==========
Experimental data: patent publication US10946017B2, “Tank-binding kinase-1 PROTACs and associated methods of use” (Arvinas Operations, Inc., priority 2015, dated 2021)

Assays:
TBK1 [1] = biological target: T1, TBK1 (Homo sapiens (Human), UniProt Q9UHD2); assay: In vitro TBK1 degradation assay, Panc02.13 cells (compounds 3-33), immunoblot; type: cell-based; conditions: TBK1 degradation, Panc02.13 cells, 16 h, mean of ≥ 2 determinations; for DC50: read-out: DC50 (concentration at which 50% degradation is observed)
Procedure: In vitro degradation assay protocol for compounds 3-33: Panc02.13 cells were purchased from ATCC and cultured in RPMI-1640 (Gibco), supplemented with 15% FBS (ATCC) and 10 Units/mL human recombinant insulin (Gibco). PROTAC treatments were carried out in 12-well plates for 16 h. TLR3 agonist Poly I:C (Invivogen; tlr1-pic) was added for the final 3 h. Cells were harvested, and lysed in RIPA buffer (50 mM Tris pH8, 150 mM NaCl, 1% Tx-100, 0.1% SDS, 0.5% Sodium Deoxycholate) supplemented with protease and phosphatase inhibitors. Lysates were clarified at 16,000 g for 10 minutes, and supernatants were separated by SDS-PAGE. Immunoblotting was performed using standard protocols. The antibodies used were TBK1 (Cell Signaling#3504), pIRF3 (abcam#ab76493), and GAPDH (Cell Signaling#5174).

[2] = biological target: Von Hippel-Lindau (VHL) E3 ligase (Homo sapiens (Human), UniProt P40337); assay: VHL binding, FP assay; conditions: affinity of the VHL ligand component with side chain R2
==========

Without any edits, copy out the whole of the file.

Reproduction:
Experimental data: patent publication US10946017B2, “Tank-binding kinase-1 PROTACs and associated methods of use” (Arvinas Operations, Inc., priority 2015, dated 2021)

Assays:
TBK1 [1] = biological target: T1, TBK1 (Homo sapiens (Human), UniProt Q9UHD2); assay: In vitro TBK1 degradation assay, Panc02.13 cells (compounds 3-33), immunoblot; type: cell-based; conditions: TBK1 degradation, Panc02.13 cells, 16 h, mean of ≥ 2 determinations; for DC50: read-out: DC50 (concentration at which 50% degradation is observed)
Procedure: In vitro degradation assay protocol for compounds 3-33: Panc02.13 cells were purchased from ATCC and cultured in RPMI-1640 (Gibco), supplemented with 15% FBS (ATCC) and 10 Units/mL human recombinant insulin (Gibco). PROTAC treatments were carried out in 12-well plates for 16 h. TLR3 agonist Poly I:C (Invivogen; tlr1-pic) was added for the final 3 h. Cells were harvested, and lysed in RIPA buffer (50 mM Tris pH8, 150 mM NaCl, 1% Tx-100, 0.1% SDS, 0.5% Sodium Deoxycholate) supplemented with protease and phosphatase inhibitors. Lysates were clarified at 16,000 g for 10 minutes, and supernatants were separated by SDS-PAGE. Immunoblotting was performed using standard protocols. The antibodies used were TBK1 (Cell Signaling#3504), pIRF3 (abcam#ab76493), and GAPDH (Cell Signaling#5174).

[2] = biological target: Von Hippel-Lindau (VHL) E3 ligase (Homo sapiens (Human), UniProt P40337); assay: VHL binding, FP assay; conditions: affinity of the VHL ligand component with side chain R2